The 16th European Union Film Festival continues through Thursday, March 28, at Gene Siskel Film Center, 164 N. State, 312-846-2800. Tickets are $11, $7 for students, and $6 for Film Center members. Following are selected films screening through Thursday, March 21; for a compete schedule see siskelfilmcenter.org.
4Some This low-key sex farce may be a minor effort for director Jan Hrebejk (Up and Down, Beauty in Trouble), but it still advances his generous worldview. As usual he fashions a knowing portrait of the Czech bourgeoisie that’s neither complacent nor mean-spirited, and the characters seem real enough that you can imagine them existing outside the plot. The movie depicts two long-married suburban couples, all of them close friends, who decide to experiment with group sex; to everyone’s surprise, it works out just fine. Sincerely and affably, Hrebejk asserts that normal life doesn’t have to be dull and that sex is good for you. The original Czech title translates as “The Holy Quaternity.” In Czech with subtitles. —Ben Sachs 75 min. Sun 3/17, 7:30 PM, and Wed 3/20, 6 PM.
In the Fog Set in Belarus during the Nazi occupation, this bleak 2012 drama follows a small-town railway worker, suspected of collaborating with the Germans, as he tries to escape to another part of the country. Director Sergei Loznitsa (My Joy) often employs dreamy, intricately choreographed long takes reminiscent of Russian filmmakers Andrei Tarkovsky, Aleksei Guerman, and Aleksandr Sokurov, and like them he maintains a heightened sense of the present moment while deliberately blurring the story’s historical context. If you admire any of those directors, you’ll probably appreciate this, though you may also experience a feeling of deja vu. The movie was shot by Oleg Mutu, the brilliant cinematographer of The Death of Mr. Lazarescu and 4 Months, 3 Weeks and 2 Days; his stunning landscape photography demands to be seen on a big screen. In Russian with subtitles. —Ben Sachs 123 min. Sat 3/16, 3:45 PM, and Wed 3/20, 7:45 PM.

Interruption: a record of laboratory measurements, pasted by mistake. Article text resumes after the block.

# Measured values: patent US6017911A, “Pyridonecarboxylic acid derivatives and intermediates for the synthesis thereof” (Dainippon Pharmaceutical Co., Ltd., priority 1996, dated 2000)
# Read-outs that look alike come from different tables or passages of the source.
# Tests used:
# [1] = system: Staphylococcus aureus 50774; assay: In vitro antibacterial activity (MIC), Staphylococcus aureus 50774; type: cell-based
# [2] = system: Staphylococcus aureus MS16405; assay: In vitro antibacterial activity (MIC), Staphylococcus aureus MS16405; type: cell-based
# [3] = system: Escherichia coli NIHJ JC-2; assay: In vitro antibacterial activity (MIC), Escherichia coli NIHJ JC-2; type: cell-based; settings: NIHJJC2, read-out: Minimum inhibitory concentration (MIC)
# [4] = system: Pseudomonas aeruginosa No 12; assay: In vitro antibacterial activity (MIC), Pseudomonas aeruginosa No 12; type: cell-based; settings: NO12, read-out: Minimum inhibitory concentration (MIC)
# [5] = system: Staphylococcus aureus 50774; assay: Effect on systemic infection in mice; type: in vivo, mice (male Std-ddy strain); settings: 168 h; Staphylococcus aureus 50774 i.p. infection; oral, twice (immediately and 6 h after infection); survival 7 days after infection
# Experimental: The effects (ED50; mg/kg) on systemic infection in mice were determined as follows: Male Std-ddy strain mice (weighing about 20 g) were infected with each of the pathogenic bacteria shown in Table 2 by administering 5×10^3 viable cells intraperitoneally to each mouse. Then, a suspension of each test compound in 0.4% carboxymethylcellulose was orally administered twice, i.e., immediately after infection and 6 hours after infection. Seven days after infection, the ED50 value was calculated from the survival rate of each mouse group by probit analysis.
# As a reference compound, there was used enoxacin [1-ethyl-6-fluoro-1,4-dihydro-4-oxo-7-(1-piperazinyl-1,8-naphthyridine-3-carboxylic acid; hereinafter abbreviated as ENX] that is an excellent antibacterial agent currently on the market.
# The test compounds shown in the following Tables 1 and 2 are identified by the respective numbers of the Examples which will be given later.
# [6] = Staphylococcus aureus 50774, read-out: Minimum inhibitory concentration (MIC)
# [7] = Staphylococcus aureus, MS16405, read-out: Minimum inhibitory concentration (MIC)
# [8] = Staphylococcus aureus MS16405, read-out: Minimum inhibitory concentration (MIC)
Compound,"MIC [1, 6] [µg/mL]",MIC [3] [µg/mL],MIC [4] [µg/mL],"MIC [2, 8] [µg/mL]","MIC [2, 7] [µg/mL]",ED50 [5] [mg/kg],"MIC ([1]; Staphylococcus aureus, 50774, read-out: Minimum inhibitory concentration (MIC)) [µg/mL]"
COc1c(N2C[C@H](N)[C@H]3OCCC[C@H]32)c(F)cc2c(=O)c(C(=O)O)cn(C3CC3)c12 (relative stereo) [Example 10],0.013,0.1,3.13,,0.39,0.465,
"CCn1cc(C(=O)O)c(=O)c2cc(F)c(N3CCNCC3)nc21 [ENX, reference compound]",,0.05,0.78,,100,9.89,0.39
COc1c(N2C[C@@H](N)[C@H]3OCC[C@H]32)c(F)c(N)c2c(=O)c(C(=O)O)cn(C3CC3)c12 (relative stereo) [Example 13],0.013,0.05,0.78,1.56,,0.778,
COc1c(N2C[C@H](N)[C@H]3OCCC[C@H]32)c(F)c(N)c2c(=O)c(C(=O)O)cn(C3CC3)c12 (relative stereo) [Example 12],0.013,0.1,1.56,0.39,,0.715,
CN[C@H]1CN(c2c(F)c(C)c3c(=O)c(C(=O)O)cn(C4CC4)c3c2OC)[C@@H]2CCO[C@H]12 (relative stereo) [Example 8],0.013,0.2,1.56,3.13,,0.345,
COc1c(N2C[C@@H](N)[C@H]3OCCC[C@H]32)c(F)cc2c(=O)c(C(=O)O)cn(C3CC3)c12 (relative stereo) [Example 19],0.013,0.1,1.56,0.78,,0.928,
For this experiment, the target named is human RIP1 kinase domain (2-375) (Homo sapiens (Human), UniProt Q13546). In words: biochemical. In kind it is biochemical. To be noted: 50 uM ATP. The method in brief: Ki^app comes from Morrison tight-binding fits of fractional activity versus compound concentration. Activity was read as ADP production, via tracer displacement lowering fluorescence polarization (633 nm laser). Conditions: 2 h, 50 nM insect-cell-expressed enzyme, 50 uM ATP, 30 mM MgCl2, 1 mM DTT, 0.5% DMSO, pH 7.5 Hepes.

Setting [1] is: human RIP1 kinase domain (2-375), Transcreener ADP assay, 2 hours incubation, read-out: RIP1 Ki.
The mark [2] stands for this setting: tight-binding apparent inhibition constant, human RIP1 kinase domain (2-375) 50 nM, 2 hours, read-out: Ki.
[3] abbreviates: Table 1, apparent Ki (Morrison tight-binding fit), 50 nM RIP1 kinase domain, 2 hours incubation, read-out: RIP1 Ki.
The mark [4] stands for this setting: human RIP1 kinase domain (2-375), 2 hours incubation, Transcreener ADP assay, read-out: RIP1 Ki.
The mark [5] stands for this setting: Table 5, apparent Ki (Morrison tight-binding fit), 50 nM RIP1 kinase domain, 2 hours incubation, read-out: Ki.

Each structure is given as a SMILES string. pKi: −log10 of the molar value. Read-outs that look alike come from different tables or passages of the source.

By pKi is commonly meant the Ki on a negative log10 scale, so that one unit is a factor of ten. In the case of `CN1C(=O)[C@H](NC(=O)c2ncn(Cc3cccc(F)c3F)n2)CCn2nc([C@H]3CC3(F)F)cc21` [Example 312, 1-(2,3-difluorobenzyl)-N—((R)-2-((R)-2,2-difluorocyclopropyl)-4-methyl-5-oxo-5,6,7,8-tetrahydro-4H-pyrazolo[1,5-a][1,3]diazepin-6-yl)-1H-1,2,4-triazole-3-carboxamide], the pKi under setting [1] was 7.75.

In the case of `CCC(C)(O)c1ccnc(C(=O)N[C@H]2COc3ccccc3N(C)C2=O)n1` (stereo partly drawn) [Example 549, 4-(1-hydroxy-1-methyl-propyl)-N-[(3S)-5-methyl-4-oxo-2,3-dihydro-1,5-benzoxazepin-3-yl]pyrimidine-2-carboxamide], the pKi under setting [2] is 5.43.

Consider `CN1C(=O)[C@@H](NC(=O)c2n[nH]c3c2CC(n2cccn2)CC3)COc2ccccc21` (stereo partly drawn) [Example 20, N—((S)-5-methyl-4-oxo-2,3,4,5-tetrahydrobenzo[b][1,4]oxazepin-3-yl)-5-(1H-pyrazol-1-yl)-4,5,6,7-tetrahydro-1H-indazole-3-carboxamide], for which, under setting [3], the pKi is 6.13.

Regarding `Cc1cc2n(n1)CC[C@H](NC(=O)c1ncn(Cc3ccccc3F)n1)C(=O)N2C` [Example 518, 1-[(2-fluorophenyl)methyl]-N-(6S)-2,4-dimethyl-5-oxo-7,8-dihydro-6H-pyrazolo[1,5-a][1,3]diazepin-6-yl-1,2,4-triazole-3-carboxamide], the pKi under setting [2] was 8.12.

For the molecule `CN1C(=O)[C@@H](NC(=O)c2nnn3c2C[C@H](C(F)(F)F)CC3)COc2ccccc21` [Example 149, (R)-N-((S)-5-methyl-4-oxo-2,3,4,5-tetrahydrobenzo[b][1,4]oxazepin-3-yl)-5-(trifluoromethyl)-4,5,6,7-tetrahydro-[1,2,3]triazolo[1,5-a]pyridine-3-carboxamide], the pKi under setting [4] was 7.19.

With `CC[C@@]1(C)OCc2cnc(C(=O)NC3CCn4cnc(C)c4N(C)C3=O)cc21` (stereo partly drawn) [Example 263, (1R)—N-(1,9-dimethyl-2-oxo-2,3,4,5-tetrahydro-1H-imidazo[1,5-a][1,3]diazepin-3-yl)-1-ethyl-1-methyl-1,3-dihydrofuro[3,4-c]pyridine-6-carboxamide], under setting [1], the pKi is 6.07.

Madrid, 1987 A self-important newspaper columnist (José Sacristán) attempts to seduce a naive young writing student (Maria Valverde) and ends up locked in a bathroom with her overnight. David Trueba, who wrote and directed this cerebral Spanish drama (2011), keeps the conversation fluid despite the cramped setting, and he achieves some moments of genuine eroticism. His lead characters are fully realized, if never exactly likable; the film offers some solid insights into Spanish history and the writing process, but you might not feel like putting up with these people in order to hear them. In Spanish with subtitles. —Ben Sachs 108 min. Sun 3/17, 5:15 PM, and Tue 3/19, 6 PM.